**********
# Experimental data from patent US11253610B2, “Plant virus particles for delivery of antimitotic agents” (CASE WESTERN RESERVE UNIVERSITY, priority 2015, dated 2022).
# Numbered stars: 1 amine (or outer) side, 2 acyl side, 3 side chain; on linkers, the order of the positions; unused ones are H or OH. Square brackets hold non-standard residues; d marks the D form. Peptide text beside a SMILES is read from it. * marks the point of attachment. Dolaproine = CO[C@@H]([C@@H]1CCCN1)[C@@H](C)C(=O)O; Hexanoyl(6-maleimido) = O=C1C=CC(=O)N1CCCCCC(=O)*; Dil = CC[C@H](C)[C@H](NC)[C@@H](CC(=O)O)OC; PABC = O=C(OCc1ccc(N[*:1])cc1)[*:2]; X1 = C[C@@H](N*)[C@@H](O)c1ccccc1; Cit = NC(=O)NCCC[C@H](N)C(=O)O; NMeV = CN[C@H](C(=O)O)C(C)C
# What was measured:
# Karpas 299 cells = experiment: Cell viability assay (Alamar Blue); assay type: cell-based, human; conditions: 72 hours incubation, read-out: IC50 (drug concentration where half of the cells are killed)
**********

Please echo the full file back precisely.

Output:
# Experimental data from patent US11253610B2, “Plant virus particles for delivery of antimitotic agents” (CASE WESTERN RESERVE UNIVERSITY, priority 2015, dated 2022).
# Numbered stars: 1 amine (or outer) side, 2 acyl side, 3 side chain; on linkers, the order of the positions; unused ones are H or OH. Square brackets hold non-standard residues; d marks the D form. Peptide text beside a SMILES is read from it. * marks the point of attachment. Dolaproine = CO[C@@H]([C@@H]1CCCN1)[C@@H](C)C(=O)O; Hexanoyl(6-maleimido) = O=C1C=CC(=O)N1CCCCCC(=O)*; Dil = CC[C@H](C)[C@H](NC)[C@@H](CC(=O)O)OC; PABC = O=C(OCc1ccc(N[*:1])cc1)[*:2]; X1 = C[C@@H](N*)[C@@H](O)c1ccccc1; Cit = NC(=O)NCCC[C@H](N)C(=O)O; NMeV = CN[C@H](C(=O)O)C(C)C
# What was measured:
# Karpas 299 cells = experiment: Cell viability assay (Alamar Blue); assay type: cell-based, human; conditions: 72 hours incubation, read-out: IC50 (drug concentration where half of the cells are killed)